U.S. executions. The Death Penalty Information Center maintains a database of all executions in the United States since 1976. (There have been 1,495 so far.) The database tracks the date, method, county, and state of each execution; the name, age, sex, and race of the person executed; and the race and sex of the victims they were convicted of killing. Related: The Marshall Project’s The Next to Die. Previously: Death sentences (DIP 2018.08.01) and executed prisoners' last words (DIP 2019.03.06).
Populism. Team Populism is an initiative that “brings together renowned scholars from Europe and the Americas to study the causes and consequences” of the titular political style. The collaboration has published several datasets, including one that scores the populist rhetoric of 40 countries’ leaders between 2000 and 2018 — a project commissioned by The Guardian, which has visualized the findings and described the methodology. [h/t Erik Gahner Larsen]
Books in translation. Publishers Weekly’s Translation Database tracks books of fiction and poetry that has been translated into English and published in the United States. The database, which contains more than 7,200 entries since 2008, includes the books’ original languages and countries of publication, the authors’ and translators’ names and genders, the publishers´ names, publication years, prices, and ISBNs. Related: “Will Translated Fiction Ever Really Break Through?” a recent Vulture article by Chad Post, who created the database.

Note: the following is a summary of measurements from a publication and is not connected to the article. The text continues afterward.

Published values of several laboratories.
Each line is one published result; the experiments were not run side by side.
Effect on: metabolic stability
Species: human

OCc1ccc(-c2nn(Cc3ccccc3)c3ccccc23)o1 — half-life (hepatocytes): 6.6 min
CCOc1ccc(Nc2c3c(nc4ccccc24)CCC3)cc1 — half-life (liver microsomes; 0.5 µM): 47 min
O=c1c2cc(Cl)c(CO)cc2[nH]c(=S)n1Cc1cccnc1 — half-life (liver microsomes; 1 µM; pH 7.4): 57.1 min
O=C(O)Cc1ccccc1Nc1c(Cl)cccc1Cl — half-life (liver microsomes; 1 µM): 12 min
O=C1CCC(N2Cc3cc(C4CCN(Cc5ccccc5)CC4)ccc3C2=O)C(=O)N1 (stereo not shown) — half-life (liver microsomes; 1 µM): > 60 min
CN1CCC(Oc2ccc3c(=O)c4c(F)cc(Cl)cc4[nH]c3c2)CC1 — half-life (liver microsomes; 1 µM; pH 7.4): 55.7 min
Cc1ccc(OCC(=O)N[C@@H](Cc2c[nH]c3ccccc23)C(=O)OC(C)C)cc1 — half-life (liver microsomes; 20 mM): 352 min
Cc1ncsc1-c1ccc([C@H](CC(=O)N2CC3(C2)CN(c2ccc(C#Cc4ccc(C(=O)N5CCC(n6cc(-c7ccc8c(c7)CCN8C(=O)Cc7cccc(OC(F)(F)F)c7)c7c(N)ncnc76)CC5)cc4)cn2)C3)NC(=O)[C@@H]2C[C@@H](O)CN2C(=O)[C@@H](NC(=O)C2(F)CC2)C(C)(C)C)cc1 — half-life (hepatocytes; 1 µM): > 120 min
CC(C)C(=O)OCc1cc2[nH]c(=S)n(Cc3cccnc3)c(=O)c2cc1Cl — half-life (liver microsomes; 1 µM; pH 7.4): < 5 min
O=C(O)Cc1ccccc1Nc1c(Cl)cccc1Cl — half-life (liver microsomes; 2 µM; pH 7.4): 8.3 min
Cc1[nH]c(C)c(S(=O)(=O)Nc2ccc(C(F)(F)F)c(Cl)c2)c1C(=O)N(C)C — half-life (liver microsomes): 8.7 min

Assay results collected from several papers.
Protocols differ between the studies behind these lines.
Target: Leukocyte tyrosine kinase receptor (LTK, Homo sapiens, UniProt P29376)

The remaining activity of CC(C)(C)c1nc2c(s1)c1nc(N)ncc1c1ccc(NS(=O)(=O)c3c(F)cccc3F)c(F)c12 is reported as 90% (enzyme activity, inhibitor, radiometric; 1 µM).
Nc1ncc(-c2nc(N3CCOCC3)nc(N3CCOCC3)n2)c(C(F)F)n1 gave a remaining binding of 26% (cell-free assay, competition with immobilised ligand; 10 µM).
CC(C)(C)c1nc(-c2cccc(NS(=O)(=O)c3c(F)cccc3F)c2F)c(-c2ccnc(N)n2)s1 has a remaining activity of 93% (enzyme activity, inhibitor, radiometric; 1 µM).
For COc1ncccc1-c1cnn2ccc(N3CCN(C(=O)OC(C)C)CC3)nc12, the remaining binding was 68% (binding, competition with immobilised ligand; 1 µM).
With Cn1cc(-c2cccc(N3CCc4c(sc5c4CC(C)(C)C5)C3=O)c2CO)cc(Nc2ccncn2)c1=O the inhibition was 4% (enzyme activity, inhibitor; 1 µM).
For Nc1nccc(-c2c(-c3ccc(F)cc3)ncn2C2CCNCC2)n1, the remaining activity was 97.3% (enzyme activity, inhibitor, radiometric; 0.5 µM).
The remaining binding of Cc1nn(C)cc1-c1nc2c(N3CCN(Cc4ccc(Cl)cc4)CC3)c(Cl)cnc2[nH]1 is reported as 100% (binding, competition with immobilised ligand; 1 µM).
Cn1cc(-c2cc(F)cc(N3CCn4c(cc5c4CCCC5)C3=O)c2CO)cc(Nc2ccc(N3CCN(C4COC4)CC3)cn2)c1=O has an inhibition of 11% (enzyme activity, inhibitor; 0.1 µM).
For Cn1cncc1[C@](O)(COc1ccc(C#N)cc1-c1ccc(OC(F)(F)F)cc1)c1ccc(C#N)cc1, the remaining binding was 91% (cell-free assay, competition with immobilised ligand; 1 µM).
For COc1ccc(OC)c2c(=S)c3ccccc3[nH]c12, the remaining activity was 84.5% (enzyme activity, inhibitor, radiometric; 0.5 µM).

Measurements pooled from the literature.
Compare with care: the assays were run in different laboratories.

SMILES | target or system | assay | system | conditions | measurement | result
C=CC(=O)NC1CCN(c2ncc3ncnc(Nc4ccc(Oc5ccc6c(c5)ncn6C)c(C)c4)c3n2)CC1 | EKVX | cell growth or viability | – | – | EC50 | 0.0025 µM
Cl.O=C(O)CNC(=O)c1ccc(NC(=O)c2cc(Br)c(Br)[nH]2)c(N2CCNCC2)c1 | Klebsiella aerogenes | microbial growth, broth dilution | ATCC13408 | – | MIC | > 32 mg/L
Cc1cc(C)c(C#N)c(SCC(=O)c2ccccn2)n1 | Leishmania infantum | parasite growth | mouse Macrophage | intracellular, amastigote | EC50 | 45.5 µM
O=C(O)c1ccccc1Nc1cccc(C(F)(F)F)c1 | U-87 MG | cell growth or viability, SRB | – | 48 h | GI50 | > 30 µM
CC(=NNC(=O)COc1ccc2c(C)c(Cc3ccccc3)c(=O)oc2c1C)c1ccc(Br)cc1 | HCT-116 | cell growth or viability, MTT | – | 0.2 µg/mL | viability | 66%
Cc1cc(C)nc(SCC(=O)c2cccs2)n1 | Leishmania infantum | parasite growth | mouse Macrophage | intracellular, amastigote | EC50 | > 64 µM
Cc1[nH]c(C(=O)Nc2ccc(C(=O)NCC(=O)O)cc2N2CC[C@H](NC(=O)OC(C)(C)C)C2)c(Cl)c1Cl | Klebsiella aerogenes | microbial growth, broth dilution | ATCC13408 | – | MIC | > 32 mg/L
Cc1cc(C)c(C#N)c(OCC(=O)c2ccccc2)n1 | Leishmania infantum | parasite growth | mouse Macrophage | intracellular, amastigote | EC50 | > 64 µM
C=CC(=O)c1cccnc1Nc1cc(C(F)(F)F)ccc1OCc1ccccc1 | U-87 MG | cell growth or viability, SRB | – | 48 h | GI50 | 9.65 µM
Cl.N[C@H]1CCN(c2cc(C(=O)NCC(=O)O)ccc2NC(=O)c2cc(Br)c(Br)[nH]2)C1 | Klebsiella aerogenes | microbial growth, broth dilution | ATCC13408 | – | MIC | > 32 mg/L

Social animals. A team of biologists has compiled and standardized data on 790+ animal social networks, covering more than 45 species on six continents. The Animal Social Network Repository features networks of wild and captive mammals, reptiles, fish, birds, and insects; the connective data-tissue includes dominance relationships, group memberships, grooming behaviors, and several other types of interactions.
Speedcubing. The World Cube Association “governs competitions for mechanical puzzles that are operated by twisting groups of pieces,” the most famous of which is the Rubik’s Cube. The association also publishes a database of all competitions, competitors, results, rankings, and more. Related: “Children of the Cube,” by the New York Times’ John Branch. [h/t Michael Höhle + u/cavedave]